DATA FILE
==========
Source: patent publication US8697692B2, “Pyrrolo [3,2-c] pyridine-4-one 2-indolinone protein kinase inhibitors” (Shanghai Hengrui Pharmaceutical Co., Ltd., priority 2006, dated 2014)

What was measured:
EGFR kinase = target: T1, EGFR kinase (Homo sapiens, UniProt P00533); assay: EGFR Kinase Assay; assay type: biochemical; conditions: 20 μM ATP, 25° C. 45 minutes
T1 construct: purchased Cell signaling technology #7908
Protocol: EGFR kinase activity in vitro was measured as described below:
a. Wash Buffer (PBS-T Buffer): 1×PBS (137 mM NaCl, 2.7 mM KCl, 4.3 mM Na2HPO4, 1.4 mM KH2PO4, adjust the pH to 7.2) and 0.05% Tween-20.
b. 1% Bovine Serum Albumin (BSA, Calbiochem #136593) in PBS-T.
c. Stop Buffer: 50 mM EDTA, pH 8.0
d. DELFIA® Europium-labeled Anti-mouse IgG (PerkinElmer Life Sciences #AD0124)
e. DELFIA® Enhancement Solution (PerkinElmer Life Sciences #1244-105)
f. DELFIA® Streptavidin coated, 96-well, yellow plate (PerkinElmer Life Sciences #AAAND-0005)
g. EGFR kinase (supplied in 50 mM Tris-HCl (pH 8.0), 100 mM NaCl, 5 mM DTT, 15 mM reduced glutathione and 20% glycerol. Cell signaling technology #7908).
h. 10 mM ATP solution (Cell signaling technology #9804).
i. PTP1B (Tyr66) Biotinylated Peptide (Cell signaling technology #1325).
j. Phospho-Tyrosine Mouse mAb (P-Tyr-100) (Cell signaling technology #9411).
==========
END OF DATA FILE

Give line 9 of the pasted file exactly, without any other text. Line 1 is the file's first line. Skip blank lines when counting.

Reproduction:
d. DELFIA® Europium-labeled Anti-mouse IgG (PerkinElmer Life Sciences #AD0124)